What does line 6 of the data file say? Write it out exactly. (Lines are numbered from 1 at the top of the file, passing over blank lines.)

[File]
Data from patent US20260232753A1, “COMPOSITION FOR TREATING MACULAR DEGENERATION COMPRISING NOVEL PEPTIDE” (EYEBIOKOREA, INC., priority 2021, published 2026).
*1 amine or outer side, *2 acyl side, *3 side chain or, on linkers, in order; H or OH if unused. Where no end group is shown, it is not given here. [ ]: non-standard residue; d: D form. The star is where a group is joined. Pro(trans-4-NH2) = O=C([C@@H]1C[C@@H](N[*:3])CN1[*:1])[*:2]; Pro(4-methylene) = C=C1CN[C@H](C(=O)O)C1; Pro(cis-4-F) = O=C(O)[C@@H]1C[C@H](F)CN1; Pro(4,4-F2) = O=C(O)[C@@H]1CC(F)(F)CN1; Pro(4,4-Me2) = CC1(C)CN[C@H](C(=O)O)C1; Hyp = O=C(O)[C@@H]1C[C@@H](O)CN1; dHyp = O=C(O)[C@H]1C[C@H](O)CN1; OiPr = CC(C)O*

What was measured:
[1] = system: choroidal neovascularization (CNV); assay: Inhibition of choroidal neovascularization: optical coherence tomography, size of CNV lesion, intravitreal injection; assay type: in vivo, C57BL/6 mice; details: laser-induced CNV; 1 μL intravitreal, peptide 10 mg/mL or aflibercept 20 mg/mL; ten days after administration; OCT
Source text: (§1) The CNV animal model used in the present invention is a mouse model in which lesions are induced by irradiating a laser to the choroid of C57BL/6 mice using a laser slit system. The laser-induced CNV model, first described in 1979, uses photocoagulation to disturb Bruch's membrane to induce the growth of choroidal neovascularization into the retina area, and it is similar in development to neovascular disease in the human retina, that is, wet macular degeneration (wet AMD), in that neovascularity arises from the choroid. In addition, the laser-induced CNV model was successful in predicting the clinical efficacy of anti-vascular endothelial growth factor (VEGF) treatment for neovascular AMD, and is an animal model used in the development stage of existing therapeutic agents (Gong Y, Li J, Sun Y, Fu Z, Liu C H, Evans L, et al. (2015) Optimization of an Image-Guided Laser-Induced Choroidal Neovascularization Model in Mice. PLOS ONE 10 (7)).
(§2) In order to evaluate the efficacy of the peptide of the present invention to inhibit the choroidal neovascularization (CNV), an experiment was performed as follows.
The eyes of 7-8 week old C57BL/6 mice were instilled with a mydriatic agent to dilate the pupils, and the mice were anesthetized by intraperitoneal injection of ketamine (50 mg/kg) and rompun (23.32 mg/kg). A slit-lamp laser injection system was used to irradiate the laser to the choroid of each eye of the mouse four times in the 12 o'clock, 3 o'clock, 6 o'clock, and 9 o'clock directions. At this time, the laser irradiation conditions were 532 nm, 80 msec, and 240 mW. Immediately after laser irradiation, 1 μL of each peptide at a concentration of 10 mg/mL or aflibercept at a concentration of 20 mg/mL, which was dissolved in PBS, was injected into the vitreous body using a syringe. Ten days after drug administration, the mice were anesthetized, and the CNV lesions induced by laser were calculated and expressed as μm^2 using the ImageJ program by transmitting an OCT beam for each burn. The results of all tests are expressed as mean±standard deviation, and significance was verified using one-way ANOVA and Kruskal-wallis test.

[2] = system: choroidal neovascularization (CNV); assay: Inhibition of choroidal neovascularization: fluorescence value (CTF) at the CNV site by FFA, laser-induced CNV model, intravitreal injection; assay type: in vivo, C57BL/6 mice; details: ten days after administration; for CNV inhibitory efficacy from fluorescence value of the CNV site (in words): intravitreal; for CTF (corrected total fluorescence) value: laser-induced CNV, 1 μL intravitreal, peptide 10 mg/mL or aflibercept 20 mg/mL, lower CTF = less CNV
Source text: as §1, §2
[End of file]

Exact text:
(§2) In order to evaluate the efficacy of the peptide of the present invention to inhibit the choroidal neovascularization (CNV), an experiment was performed as follows.